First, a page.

While technology has been around for a long time, it has only recently been viewed as a viable educational tool. Many initiatives aimed at incorporating computers into the classroom have failed due the lack of understanding of the significance of the adoption process. Educational institutions must understand that this process is gradual and that it requires an initial investment in teacher training. Teachers are often unfamiliar with basic technology concepts and tools and therefore hesitant to consider utilizing technology in the classroom. Overcoming this initial lack of knowledge and the fear of “losing control” is a key ingredient in the overall process. This is accomplished through targeted workshops, instructional modeling and ongoing support. Through this process teachers begin to transform their understanding of the role that technology can play in enhancing instruction and providing students with opportunities to explore the world around them.
Teacher Technology Adoption
The selection and use of technology in the classroom will largely depend on three key factors: technologic knowledge, pedagogic knowledge and content knowledge. In many cases, technology is initially introduced into the classroom as an auxiliary tool, supplementing existing teaching practices and gradually increases in use and sophistication over time. Ruben Puentedura offers the SAMR Model (see figure 1) offers a taxonomy, which classifies the use of technology into four categories.
Puentedura’s SAMR Model
Figure 1 – SAMR Model
The application of this model is closely aligned with the teacher technology adoption process in which technology is initially used to replace common instructional practices and transforms the learning process over time.
The technology adoption process creates a fundamental transformation in teaching and learning as a whole; whereby teachers begin to see a shift in their role within the classroom, from the sole source of information to that of a facilitator responsible for guiding the students through the learning process. In order for this to occur, the teacher must feel comfortable both with the subject matter and technology. It is therefore imperative that the process be accompanied by an effective technical and pedagogic support mechanism. This practice will be frequent at first and will subside over time as the teacher becomes more skilled and confident in their ability to integrate technology effectively. The program consists of individualized teacher mentoring and implores the methods of classroom observations, instructional modeling and individual feedback sessions.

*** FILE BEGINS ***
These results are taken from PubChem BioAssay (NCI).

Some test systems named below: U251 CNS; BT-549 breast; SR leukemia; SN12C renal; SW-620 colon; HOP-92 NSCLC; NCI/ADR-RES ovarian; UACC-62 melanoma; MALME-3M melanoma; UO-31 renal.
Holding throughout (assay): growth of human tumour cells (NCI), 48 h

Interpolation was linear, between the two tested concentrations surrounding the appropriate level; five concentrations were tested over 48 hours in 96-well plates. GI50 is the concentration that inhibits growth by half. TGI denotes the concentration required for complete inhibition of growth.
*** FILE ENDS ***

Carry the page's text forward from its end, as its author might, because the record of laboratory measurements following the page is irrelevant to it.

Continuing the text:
Appleseeds Academy Programs
Appleseeds Academy offers a Teacher Academy providing an instructional methodology for incorporating the use of technology into the school curriculum and for the enhancement of instruction and learning as a whole. The program is grounded in modern educational theory and practice. It is grounded in the model described in this article and aims to reinforce the role of the teacher as a facilitator, guiding the students in the construction of knowledge and the incorporation of key instructional tools and practices.
The Teacher Academy offers a hands-on approach in which the participants take an active role in the learning process. Throughout the academy, participants develop a solid understanding and process for developing technology enhanced instructional study units tailored to meet the needs of 21st century learners. The program focuses on five key areas:
- Technology and the Pedagogical Paradigm Shift
- Technology as a tool for Classroom Management
- Integrating Technology into Teaching and Learning
- The Project-based Learning Approach
- Teaching in Online Learning Environment
Kolb, D. 1984Experiential Learning: Experience as the Source of Learning and Development.Prentice-Hall: New Jersey
Lee I and Reigeluth CM (1994)Empowering teachers for new roles in a new educational system, Educational Technology 9 (6): 8-9
Puentedura, R. “Digital Storytelling: An Alternative Instructional Approach”. NMC
Summer Conference Proceedings, 2008.
Available online at:
Traxler, J. (2009) ‘Current State of Mobile Learning’ (in Ally, M. (ed.), Mobile Learning: Transforming the Delivery of Education and Training, Edmonton: AU Press)